The fistic sport has a bright future in SA

Thembalethu Ntuthu.
Thembalethu Ntuthu.
Image: Nomfesane Nyathela

The past weekend saw boxing coming alive, negating what has been largely said by doomsayers that the fistic sport in South Africa is dead.

A number of young fighters un-apologetically raised their hands, giving hope to a brighter future.

It all began with the Dream Team tournament of Lebo Mahoko on Friday in the Free State, where Simon Dladla caused havoc when the unknown fighter with four fights easily knocked out John Bopape in round one, while heavyweight hopeful Ruann Visser was explosive as he dusted veteran Bernard Adie aside in the first round.

Veteran promoter Ayanda Matiti's international tournament on Saturday night at East London's ICC saw Yanga Sigqibo finally come out of a shell to wow fans with his abilities, while Gideon Buthelezi, who last stopped a boxer in 2012, produced a stunning first-round knockout.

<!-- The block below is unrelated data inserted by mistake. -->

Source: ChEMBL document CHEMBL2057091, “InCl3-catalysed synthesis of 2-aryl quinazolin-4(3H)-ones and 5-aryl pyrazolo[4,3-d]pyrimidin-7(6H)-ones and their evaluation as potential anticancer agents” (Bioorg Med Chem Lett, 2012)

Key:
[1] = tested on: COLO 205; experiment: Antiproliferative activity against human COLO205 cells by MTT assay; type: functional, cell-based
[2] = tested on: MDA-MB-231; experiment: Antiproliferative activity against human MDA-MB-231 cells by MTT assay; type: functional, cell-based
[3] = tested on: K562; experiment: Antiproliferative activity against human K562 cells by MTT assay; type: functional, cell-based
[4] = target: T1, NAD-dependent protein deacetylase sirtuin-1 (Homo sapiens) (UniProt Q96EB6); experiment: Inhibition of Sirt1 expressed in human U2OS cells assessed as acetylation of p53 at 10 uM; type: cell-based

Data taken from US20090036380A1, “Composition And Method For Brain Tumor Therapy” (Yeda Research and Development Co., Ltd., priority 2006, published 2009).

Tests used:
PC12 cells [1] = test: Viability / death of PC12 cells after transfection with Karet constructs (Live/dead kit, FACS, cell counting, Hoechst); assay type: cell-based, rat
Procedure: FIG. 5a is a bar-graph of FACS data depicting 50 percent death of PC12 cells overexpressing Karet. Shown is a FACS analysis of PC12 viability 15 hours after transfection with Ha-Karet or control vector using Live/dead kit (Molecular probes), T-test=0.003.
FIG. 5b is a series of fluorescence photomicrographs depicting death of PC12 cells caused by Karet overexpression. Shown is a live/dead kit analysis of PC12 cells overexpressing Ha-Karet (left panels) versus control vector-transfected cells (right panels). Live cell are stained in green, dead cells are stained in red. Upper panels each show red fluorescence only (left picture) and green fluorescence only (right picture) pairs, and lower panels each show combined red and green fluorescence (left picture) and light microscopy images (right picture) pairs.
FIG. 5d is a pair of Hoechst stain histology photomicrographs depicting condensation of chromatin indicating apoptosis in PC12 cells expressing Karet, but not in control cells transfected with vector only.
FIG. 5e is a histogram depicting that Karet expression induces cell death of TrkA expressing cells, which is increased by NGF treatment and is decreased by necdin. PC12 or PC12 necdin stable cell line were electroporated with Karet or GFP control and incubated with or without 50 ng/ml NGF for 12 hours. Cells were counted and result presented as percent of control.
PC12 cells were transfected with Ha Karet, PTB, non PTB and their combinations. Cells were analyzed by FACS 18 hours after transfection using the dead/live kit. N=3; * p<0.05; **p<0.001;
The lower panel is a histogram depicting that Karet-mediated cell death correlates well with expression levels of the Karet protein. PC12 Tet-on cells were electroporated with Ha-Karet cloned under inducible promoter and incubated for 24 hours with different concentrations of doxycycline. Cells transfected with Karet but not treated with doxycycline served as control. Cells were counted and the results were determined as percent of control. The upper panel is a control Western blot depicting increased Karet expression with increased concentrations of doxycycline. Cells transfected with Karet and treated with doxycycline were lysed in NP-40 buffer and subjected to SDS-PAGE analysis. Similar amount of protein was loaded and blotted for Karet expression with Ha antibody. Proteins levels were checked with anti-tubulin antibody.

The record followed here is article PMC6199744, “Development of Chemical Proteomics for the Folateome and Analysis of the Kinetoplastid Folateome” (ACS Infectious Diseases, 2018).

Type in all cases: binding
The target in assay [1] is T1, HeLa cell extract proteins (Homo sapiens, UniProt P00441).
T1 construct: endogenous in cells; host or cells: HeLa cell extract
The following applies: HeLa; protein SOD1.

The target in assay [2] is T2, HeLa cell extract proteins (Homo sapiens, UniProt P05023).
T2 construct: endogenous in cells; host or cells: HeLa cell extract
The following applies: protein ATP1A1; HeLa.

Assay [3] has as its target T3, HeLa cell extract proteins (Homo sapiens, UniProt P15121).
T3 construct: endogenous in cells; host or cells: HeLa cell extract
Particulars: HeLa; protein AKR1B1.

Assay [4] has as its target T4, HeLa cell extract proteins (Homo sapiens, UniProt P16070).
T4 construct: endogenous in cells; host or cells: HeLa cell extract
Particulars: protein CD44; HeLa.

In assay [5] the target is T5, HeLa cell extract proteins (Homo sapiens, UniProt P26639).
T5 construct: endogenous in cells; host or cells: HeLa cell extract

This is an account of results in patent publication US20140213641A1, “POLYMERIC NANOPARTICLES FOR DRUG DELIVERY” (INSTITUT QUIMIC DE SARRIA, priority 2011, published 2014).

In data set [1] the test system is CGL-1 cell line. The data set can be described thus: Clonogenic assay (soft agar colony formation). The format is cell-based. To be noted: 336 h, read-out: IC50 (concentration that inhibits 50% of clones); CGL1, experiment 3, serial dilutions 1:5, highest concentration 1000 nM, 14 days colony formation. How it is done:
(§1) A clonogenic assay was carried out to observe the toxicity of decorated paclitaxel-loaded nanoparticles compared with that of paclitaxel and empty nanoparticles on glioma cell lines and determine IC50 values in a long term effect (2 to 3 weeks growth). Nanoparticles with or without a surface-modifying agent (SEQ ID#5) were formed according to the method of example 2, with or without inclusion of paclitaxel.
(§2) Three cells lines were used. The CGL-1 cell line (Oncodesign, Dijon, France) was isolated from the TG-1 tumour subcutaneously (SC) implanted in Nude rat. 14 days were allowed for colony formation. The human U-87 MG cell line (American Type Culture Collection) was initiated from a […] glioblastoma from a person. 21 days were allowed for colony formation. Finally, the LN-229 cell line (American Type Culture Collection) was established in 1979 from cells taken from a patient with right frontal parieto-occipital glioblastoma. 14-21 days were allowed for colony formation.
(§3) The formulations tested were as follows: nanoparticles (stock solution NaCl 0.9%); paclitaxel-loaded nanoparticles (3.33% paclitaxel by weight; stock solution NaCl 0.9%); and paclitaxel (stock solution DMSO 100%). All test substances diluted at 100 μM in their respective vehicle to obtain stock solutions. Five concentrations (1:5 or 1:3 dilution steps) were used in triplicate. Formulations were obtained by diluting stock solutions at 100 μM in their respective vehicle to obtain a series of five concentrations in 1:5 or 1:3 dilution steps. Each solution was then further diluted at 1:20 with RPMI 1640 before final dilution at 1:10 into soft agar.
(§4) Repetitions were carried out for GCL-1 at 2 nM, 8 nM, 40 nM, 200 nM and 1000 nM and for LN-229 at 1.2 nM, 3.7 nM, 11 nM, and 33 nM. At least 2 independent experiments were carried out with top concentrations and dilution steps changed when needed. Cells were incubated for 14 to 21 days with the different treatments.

Then on Sunday at Orient Theatre, fans were left in disbelief with the potential of Siyakholwa Kuse and Sivenathi Nontshinga (both 20) in Rumble African Promotions tournament which also saw Michael Mokoena finally win a title after two attempts.

Kuse is a three-fight novice who forced experienced Xolisa Magusha to dig deeper into his reserve to rally back from a loss to eventually retain his SA mini flyweight belt.

But credit should go to promoter Thembalethu Ntuthu, who has afforded unheralded trainers the opportunity to show their mettle - Ncedo Cecane, Anton Gilmore, Luyanda Sovasi, Thembani Gopani and Harry Ramogoadi. Cecane trains Magusha while Gilmore trains Mokoena.

Sovasi hones the skills of Kuse with Gopani behind Nontshinga's success.

Ramogoadi trains Siyo. Hopefully, the fight fraternity will remember these trainers when the time comes for them to nominate trainers for BSA's Trainer of the Year award.

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